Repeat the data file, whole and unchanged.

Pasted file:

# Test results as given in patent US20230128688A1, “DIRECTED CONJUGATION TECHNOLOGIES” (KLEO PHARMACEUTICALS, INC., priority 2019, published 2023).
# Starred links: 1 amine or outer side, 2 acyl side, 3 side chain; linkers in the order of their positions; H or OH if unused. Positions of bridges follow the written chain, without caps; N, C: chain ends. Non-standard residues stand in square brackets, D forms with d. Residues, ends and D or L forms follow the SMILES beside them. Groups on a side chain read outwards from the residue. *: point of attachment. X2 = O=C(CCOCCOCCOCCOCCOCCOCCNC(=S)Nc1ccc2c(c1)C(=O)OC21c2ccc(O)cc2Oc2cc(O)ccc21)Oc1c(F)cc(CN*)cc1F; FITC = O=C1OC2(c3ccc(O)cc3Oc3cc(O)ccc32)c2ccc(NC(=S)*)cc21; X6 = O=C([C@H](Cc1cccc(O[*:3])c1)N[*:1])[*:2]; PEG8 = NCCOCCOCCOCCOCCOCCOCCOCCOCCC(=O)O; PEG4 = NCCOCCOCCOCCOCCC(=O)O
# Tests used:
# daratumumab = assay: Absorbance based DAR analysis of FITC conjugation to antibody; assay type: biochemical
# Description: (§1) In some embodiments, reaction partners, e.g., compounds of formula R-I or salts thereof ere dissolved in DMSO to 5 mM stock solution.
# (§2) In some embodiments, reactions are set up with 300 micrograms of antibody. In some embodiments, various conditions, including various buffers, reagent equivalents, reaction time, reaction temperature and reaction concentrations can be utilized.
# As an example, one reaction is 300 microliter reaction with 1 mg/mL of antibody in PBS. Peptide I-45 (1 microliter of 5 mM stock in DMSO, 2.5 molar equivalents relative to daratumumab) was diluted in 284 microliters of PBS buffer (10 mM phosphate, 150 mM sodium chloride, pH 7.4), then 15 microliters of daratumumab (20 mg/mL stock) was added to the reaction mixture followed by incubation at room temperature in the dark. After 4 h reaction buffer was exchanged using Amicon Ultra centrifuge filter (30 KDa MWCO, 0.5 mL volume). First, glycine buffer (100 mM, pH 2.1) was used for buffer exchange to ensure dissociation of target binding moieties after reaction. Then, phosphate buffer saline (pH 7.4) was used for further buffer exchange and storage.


# Test results as given in patent US20230128688A1, “DIRECTED CONJUGATION TECHNOLOGIES” (KLEO PHARMACEUTICALS, INC., priority 2019, published 2023).
# Starred links: 1 amine or outer side, 2 acyl side, 3 side chain; linkers in the order of their positions; H or OH if unused. Positions of bridges follow the written chain, without caps; N, C: chain ends. Non-standard residues stand in square brackets, D forms with d. Residues, ends and D or L forms follow the SMILES beside them. Groups on a side chain read outwards from the residue. *: point of attachment. X2 = O=C(CCOCCOCCOCCOCCOCCOCCNC(=S)Nc1ccc2c(c1)C(=O)OC21c2ccc(O)cc2Oc2cc(O)ccc21)Oc1c(F)cc(CN*)cc1F; FITC = O=C1OC2(c3ccc(O)cc3Oc3cc(O)ccc32)c2ccc(NC(=S)*)cc21; X6 = O=C([C@H](Cc1cccc(O[*:3])c1)N[*:1])[*:2]; PEG8 = NCCOCCOCCOCCOCCOCCOCCOCCOCCC(=O)O; PEG4 = NCCOCCOCCOCCOCCC(=O)O
# Tests used:
# daratumumab = assay: Absorbance based DAR analysis of FITC conjugation to antibody; assay type: biochemical
# Description: (§1) In some embodiments, reaction partners, e.g., compounds of formula R-I or salts thereof ere dissolved in DMSO to 5 mM stock solution.
# (§2) In some embodiments, reactions are set up with 300 micrograms of antibody. In some embodiments, various conditions, including various buffers, reagent equivalents, reaction time, reaction temperature and reaction concentrations can be utilized.
# As an example, one reaction is 300 microliter reaction with 1 mg/mL of antibody in PBS. Peptide I-45 (1 microliter of 5 mM stock in DMSO, 2.5 molar equivalents relative to daratumumab) was diluted in 284 microliters of PBS buffer (10 mM phosphate, 150 mM sodium chloride, pH 7.4), then 15 microliters of daratumumab (20 mg/mL stock) was added to the reaction mixture followed by incubation at room temperature in the dark. After 4 h reaction buffer was exchanged using Amicon Ultra centrifuge filter (30 KDa MWCO, 0.5 mL volume). First, glycine buffer (100 mM, pH 2.1) was used for buffer exchange to ensure dissociation of target binding moieties after reaction. Then, phosphate buffer saline (pH 7.4) was used for further buffer exchange and storage.